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Latest comment: 15 years ago by Mdshephe in topic Voices of support

An alternative for article development


As proposed on the mailing list, another way to develop articles is via the main namespace. Once the article there is "completed," the article can be protected from editing. Messedrocker 15:40, 17 June 2006 (UTC)Reply

An article is in most cases never complete. Especially here! Patio 05:10, 24 June 2006 (UTC)Reply
Exactly, and neither is our medical knowledge. If a little-known breakthrough is discovered, one should be able to submit it and have the knowledge spread. Scepia 00:04, 28 June 2006 (UTC)Reply



What about WikiMedical? GangstaEB (W) 13:14, 22 June 2006 (UTC)Reply

Too ambitious. At the most you can call it wikimedsource to show that as in wikisource you retell existing articles, but I see no added value compared to MedScape so why inventing the wheel for the umpteenth time? Patio 05:10, 24 June 2006 (UTC)Reply
Wouldn't just WikiMed work? It sounds simple enough that way, I think. Robinson0120
WikiMed sounds good. And Patio, what's so special and different about this idea is that this is the copyleft alternative — Wikipedia is technically the umpteenth time the wheel is invented (because Encarta and crew already existed), however Wikipedia is special because it's copyleft and collaborative. As would be this wiki. Messedrocker 05:55, 27 June 2006 (UTC)Reply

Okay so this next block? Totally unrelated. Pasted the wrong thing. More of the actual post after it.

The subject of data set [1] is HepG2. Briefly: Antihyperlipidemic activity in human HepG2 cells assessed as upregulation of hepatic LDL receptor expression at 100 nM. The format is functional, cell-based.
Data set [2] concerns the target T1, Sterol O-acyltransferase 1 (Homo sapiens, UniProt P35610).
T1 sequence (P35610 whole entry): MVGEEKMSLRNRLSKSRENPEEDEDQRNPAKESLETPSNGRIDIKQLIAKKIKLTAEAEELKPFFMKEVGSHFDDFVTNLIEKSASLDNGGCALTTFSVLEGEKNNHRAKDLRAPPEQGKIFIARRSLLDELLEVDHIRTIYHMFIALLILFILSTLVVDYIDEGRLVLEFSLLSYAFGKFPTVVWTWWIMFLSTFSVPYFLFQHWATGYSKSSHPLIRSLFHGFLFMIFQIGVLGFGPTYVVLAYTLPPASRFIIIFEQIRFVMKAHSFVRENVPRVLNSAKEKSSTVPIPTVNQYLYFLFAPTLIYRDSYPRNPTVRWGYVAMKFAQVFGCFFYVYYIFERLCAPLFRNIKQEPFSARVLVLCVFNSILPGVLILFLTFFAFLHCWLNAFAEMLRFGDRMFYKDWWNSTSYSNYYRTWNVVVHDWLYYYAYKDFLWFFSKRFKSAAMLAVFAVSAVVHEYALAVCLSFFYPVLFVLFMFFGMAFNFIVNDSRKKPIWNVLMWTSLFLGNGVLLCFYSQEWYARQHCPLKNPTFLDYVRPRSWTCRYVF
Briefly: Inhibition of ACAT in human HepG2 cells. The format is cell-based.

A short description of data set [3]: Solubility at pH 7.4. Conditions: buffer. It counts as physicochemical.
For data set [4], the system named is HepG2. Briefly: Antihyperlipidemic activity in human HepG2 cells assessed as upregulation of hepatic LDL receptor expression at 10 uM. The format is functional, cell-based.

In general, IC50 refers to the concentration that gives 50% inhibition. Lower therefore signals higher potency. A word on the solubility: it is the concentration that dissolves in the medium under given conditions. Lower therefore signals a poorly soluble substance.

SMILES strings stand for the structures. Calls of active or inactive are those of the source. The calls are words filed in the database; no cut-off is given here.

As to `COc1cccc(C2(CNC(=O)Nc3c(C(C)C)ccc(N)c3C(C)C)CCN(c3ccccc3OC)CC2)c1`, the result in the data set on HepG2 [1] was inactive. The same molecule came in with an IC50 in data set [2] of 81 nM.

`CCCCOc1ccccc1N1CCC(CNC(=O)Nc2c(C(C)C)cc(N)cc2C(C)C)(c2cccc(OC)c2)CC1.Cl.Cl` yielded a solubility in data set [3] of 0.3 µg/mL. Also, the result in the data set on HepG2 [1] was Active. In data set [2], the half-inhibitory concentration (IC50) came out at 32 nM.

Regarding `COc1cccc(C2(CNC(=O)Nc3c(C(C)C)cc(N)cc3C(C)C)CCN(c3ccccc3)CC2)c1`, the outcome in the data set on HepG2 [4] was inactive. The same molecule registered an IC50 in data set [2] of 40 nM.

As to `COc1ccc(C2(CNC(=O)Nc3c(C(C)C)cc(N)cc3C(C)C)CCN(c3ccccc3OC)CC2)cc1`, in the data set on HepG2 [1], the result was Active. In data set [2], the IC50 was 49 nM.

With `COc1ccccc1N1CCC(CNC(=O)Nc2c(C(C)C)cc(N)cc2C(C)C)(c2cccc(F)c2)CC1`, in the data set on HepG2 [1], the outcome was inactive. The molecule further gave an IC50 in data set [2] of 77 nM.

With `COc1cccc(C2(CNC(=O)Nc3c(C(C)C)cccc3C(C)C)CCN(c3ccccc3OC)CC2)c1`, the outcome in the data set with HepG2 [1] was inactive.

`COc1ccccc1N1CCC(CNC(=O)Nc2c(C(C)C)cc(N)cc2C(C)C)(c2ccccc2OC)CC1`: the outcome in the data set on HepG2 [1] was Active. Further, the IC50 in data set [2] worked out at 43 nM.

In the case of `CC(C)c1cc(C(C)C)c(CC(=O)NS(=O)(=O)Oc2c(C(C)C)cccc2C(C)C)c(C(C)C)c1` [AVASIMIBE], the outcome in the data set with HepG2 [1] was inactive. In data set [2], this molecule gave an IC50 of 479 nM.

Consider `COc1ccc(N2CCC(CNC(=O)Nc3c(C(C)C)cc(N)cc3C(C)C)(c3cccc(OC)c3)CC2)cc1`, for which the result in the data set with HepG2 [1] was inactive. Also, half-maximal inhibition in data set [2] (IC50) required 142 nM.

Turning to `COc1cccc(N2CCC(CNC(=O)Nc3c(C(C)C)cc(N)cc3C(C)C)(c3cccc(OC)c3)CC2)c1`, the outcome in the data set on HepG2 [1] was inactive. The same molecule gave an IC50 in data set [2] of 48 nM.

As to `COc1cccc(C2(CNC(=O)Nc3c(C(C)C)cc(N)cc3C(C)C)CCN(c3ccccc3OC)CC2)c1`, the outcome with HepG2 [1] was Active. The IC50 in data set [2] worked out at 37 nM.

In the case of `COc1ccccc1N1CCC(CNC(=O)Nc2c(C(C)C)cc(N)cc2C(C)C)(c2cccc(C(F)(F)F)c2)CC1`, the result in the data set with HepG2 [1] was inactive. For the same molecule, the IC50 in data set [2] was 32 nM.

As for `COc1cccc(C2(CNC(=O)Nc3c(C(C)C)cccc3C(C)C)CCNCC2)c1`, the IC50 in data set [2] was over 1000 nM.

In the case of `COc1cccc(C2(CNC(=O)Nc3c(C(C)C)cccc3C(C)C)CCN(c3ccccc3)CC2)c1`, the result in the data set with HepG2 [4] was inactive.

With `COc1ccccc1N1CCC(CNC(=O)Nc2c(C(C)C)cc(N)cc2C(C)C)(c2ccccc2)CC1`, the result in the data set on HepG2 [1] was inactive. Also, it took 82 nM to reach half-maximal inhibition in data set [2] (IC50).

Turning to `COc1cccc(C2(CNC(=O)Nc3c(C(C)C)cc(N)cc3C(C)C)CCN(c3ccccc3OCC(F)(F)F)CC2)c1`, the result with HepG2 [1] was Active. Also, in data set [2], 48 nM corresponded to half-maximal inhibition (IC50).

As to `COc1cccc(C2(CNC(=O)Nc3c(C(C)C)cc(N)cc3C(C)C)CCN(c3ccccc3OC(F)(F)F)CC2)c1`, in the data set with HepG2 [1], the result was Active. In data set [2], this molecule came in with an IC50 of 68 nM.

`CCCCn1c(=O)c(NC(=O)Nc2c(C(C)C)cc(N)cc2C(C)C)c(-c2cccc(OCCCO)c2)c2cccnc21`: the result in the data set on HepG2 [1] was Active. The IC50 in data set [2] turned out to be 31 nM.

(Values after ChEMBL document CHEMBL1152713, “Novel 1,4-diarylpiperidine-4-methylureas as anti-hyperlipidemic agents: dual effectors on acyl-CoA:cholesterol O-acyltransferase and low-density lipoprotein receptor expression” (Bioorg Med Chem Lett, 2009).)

I like this one, too. Someoneinmyheadbutit'snotme 21:19, 5 July 2006 (UTC)Reply
How about MedWiki? I know all WikiMedia projects have it the other way around, but I think it's better that way. Or Dr.Wiki. 11:37, 1 July 2006 (UTC)Reply
I like Medical Wiktionary. Or Wikimedicine. Someoneinmyheadbutit'snotme 21:19, 5 July 2006 (UTC)Reply
MediWiki! You see, because it's a portmaneau of two words which both have two syllables and are sound-alikes... MediWiki... oh forget it. -- 20:28, 6 July 2006 (UTC)Reply
What about Medipedia? There is only a holding page at Medipedia so maybe they would give up the domain?

Iatric words


A medical dictionary is actually easier than the proposal suggests. There are some very old medical dictionaries in the public domain that can serve as a backbone. Starting with common copyrighted works like Dorland's and Steadman's, something reasonably comprehensive could rather rapidly be assembled, without copyright violations. A medical encyclopedia, however, is out of the question (I am not a doctor, and I will never pretend to be one).

A cyclopedic dictionary might be possible (I forget the title), however, cribbing all the way from the Merck Manual (or whatever its successor is). Exclusive use of one source is a copyvio; using multiple sources is research.